So on an organic basis, we continue to expect about 3% growth for the full year. Although acceleration is expected in the second half, most notably in Defense and Space, process solutions and Advanced Materials, we will see tougher comps in the fourth quarter, specifically in UOP and Aerospace as I mentioned. As you’ll recall, we saw strong acceleration in organic growth at the end of 2013 with growth of 5% in the fourth quarter of last year.

On segment margin, we’ve increased our full year guidance and now expect 16.8% to 17%, up about 60 basis points at the midpoint versus last year. On EPS, we’re raising the bottom end of our pro forma guidance by $0.05 taking the new range $5.45 to $5.55 or increase to 10% to 12% versus the prior year. We are planning for a 26.5% tax rate in 3Q with 4Q just slightly higher to get to our full planning assumption of 26.5%. So, overall, we feel like we’re executing well and delivering on the high end of our 2014 commitment.

I’m now on Slide 12 and before wrapping up, I want to give you an update on our new five-year plan of 2018. On a total Honeywell basis, the targets are identical with those we shared at the March Investor Day. However, the individual components now reflect our new business segment reporting structure. So even with the Friction Materials divestiture, the overall Honeywell targets are identical to those originally communicated. We’re continuing to target a 4% to 6% organic sales CAGR and segment margin in the range of 18.5% to 20% by 2018, which is 220 to 370 basis points improvement from 2013; strong earnings growth which you come to expect from Honeywell.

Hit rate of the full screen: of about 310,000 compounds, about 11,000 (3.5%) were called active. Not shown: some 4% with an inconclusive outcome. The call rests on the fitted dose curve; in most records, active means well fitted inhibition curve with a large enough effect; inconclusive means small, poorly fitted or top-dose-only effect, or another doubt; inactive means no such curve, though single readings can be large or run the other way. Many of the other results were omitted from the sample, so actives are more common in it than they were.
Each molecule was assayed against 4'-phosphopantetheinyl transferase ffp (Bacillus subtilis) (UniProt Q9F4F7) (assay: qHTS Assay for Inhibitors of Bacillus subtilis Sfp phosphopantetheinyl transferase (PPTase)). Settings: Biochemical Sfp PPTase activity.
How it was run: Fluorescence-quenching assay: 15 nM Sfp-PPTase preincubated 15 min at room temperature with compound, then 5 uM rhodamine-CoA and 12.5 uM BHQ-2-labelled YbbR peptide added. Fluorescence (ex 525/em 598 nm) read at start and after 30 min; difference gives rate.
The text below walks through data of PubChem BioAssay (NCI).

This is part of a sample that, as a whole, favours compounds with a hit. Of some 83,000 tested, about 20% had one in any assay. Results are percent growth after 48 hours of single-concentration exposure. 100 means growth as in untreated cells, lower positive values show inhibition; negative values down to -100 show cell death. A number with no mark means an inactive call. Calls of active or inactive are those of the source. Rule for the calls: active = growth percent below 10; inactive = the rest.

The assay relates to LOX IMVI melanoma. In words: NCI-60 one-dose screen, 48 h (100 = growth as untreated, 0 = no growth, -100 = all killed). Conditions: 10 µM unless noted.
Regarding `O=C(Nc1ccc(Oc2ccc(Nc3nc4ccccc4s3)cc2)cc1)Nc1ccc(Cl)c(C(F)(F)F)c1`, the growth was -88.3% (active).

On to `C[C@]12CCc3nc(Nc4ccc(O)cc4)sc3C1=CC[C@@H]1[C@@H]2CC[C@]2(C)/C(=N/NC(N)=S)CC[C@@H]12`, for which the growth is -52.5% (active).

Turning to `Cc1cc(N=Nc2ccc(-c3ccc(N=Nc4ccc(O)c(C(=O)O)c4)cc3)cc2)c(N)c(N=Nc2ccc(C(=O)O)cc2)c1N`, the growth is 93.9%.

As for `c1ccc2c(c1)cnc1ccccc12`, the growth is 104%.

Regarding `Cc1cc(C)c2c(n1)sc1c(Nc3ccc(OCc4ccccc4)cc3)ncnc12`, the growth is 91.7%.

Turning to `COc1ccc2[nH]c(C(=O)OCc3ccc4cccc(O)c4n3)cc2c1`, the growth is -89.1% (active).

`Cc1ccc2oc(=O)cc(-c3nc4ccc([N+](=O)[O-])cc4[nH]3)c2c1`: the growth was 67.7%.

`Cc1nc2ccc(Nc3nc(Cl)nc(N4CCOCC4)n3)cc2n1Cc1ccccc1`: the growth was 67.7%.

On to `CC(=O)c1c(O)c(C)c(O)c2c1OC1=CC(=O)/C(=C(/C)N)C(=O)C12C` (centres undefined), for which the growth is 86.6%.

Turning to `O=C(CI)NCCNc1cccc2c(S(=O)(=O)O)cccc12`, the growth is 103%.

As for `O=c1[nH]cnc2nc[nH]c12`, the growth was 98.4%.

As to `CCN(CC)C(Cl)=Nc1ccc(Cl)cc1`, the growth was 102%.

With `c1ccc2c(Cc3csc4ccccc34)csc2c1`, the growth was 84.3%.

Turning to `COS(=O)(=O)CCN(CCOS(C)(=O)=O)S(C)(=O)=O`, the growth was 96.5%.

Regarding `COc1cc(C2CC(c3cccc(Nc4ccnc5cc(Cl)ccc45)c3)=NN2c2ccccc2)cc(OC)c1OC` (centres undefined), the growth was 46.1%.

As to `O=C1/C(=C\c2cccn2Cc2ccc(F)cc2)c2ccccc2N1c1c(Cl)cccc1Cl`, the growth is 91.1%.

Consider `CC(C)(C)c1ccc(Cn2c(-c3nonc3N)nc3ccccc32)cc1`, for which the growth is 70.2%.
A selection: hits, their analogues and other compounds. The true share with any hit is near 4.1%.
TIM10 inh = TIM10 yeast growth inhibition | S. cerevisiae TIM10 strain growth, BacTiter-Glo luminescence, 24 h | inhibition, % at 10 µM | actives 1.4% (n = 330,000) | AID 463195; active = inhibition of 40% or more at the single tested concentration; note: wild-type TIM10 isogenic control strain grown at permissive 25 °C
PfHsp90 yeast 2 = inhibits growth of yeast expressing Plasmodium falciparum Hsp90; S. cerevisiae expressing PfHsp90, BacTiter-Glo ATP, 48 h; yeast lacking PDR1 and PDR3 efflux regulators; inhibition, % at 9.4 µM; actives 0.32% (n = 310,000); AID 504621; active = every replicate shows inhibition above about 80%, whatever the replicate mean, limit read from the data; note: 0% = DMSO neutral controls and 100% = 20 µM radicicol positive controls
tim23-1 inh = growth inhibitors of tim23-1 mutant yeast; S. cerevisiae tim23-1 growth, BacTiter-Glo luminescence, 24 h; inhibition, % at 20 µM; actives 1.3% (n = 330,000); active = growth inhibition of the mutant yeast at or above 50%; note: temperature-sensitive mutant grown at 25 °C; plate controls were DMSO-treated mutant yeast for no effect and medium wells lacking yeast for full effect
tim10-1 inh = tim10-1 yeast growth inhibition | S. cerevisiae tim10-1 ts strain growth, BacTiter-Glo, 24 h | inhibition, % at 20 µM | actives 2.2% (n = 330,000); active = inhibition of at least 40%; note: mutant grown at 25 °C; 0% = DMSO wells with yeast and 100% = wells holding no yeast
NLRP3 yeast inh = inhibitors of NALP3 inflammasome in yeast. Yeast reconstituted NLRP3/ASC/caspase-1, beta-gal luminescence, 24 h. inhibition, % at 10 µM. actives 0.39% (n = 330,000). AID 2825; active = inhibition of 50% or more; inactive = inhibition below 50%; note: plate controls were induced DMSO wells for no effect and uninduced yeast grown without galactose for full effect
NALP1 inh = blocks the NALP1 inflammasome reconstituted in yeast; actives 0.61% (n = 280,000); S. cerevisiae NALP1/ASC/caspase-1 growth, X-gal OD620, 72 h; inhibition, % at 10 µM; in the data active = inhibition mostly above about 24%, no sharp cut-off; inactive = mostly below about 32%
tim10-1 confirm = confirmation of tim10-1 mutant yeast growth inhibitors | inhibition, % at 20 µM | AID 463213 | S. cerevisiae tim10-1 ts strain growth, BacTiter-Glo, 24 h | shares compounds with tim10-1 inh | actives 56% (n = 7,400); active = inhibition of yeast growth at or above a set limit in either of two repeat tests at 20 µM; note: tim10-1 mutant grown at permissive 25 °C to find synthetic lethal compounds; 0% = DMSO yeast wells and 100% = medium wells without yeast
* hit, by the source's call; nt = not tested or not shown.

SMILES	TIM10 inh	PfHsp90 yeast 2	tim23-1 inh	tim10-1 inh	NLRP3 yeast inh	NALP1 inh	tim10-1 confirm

On the left side of the page, you can see the previous outlook by business based on our old reporting structure. Moving to the right side of the page, our current targets now reflect the combined Aerospace and Transportation Systems businesses, less Friction Materials, as well as HPS transitioned to PMT. So minor puts and takes but overall very consistent with what you’ve heard in March and a significant contribution across the portfolio.

As Dave continues to emphasize the growth and margin story, it doesn’t end in 2018. Each of our businesses still has significant runway based on the continued evolution of our internal processes, global growth and execution and the value we add for the customer through innovation and the Honeywell user experience, so even more to come.